Underserved, marginalised populations more vulnerable to cyber risks: RBI Deputy Governor

Individuals can lose faith if they are brought online in the name of financial inclusion only to suffer cyber damage from which they cannot recover, RBI Deputy Governor MK Jain warned.

For digital financial inclusion to succeed, it is not enough to bring people into the digital economy. In his keynote address at an international event on “Cyber ​​Security Practice for the Banking Sector” in Mumbai, all stakeholders should ensure that people are resilient against the risks they are likely to be exposed to, Jain said in his keynote address.

He pointed out that financial inclusion aims to provide access to financial services for disadvantaged and marginalized populations, and rapid steps have been taken in this field thanks to digital public infrastructures.

However, this population is more vulnerable to cyber risks due to their lack of cyber security awareness.

Jain emphasized that understanding emerging financial stability vulnerabilities from a cyber perspective is critical because current capital and liquidity prescriptions may not mitigate the impact of a cyber event in the same way they mitigate financial losses.

For example, capital and liquidity can provide the financial resources to respond to a cyber incident but may not expedite the recovery of systems or data.

Cafe attack

“Cyberattacks can disrupt critical financial operations within banks, leaving them unable to process transactions, access customer accounts, or carry out essential functions.

This disruption can lead to a loss of confidence in the banking system, as customers and businesses may experience difficulties accessing their funds or conducting normal financial activities. Jain said such disruptions can lead to financial instability, especially if it affects several banks or is prolonged.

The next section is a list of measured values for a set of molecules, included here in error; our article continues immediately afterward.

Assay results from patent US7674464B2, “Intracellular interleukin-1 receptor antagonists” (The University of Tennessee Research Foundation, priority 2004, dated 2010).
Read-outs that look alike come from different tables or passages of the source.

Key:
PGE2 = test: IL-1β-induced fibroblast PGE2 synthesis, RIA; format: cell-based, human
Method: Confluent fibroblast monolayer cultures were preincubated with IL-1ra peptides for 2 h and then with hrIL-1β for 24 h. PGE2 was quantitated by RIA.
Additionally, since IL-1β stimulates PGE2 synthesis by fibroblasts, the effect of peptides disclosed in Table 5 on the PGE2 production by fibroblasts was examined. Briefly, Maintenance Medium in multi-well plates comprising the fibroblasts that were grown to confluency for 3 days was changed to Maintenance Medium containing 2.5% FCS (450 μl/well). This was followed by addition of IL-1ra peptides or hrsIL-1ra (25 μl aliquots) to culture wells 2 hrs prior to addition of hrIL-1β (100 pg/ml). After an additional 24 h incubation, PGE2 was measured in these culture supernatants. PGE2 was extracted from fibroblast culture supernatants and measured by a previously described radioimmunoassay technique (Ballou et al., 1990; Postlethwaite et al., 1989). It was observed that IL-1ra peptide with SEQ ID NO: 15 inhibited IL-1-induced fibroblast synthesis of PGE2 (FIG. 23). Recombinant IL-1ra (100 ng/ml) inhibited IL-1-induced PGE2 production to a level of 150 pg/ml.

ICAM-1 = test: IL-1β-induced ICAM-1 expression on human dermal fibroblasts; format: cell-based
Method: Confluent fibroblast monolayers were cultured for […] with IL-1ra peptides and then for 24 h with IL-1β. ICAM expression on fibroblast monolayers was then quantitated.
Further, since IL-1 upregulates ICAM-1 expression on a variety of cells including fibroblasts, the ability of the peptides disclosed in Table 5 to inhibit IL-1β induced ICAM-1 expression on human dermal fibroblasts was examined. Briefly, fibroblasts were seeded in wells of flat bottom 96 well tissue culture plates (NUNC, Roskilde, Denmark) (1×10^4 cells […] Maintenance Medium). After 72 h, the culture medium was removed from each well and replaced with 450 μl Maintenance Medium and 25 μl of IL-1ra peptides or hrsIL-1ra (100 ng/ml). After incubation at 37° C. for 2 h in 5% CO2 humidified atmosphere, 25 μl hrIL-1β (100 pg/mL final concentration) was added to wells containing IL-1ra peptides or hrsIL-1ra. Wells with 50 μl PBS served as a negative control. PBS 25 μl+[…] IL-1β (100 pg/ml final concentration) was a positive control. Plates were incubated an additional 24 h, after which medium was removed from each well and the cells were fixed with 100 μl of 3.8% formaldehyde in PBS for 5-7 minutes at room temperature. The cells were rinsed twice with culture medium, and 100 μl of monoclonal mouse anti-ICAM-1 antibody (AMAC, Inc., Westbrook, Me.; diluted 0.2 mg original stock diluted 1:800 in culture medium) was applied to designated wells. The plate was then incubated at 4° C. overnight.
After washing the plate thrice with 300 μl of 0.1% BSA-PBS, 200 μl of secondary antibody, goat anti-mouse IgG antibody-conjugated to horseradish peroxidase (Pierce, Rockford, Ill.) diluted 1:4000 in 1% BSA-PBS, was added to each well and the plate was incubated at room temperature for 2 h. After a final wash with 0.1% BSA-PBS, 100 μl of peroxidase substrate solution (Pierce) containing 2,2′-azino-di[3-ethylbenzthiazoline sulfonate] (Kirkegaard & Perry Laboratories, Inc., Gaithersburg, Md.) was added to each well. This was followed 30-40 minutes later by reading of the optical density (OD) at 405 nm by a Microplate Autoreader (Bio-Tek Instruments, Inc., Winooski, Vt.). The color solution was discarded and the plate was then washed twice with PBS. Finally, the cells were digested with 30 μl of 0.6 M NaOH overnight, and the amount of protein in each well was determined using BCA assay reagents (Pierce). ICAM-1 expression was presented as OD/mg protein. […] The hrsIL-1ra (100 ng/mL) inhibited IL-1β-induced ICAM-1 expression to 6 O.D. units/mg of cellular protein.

The Deputy Governor noted that improvements in service offerings, such as longer operating hours for payment systems and a shorter clearing and settlement window, leave the financial system with fewer service breaks through which to restore operations after a cyber incident.

He added that uncertainty about the nature and extent of the incident may also trigger counterparties, competitors or unaffected segments of the financial entity’s operations.

“While there is intense ongoing supervisory interest in cyber resilience at the entity level, data gaps remain. At the entity level, there is a need for consistent data on cyber incidents.

“At the system level, there is a need for data metrics related to digital interdependence and the speed with which backup systems can be rapidly enabled,” Jain said.

The deputy governor said cyber-attacks should become more costly and more dangerous for perpetrators through effective measures to confiscate proceeds of crime and prosecute offenders. He added that the intensification of international efforts to prevent, disrupt and deter attackers would reduce the threat at its source.